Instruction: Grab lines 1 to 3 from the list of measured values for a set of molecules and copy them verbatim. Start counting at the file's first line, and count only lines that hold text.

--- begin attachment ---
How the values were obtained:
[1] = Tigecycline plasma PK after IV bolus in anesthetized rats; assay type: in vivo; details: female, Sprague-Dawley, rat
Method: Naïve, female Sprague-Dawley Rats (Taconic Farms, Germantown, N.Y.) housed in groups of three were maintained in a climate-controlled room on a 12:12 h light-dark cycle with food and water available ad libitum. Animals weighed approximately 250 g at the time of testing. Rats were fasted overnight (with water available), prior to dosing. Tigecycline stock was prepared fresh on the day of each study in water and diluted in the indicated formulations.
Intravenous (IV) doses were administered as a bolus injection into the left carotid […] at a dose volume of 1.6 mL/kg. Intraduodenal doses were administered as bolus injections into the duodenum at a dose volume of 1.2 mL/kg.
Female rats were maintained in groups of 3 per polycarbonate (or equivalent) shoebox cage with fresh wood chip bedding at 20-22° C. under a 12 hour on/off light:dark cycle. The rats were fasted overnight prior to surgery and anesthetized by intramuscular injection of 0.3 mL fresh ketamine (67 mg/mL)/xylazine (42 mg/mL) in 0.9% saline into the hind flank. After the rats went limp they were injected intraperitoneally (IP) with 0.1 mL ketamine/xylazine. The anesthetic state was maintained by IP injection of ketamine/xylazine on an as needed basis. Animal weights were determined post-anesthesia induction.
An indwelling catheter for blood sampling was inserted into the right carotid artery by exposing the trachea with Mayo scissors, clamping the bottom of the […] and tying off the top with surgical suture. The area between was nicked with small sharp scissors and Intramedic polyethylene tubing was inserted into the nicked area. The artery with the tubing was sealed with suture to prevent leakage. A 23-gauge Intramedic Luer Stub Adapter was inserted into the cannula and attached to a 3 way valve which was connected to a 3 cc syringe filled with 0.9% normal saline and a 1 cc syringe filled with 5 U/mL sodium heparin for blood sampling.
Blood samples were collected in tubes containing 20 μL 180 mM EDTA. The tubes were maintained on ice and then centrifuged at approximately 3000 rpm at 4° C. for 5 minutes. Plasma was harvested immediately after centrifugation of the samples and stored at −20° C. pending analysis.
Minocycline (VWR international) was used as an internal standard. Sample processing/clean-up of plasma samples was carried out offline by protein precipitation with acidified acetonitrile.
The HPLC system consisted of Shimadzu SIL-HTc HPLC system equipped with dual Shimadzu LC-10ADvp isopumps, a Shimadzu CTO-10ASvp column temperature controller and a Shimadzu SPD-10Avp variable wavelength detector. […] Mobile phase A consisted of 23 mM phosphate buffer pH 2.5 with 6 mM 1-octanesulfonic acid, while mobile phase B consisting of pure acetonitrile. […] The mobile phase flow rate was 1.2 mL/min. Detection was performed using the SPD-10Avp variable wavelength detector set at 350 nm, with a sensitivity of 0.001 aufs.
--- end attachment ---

How the values were obtained:
[1] = Tigecycline plasma PK after IV bolus in anesthetized rats; assay type: in vivo; details: female, Sprague-Dawley, rat
Method: Naïve, female Sprague-Dawley Rats (Taconic Farms, Germantown, N.Y.) housed in groups of three were maintained in a climate-controlled room on a 12:12 h light-dark cycle with food and water available ad libitum. Animals weighed approximately 250 g at the time of testing. Rats were fasted overnight (with water available), prior to dosing. Tigecycline stock was prepared fresh on the day of each study in water and diluted in the indicated formulations.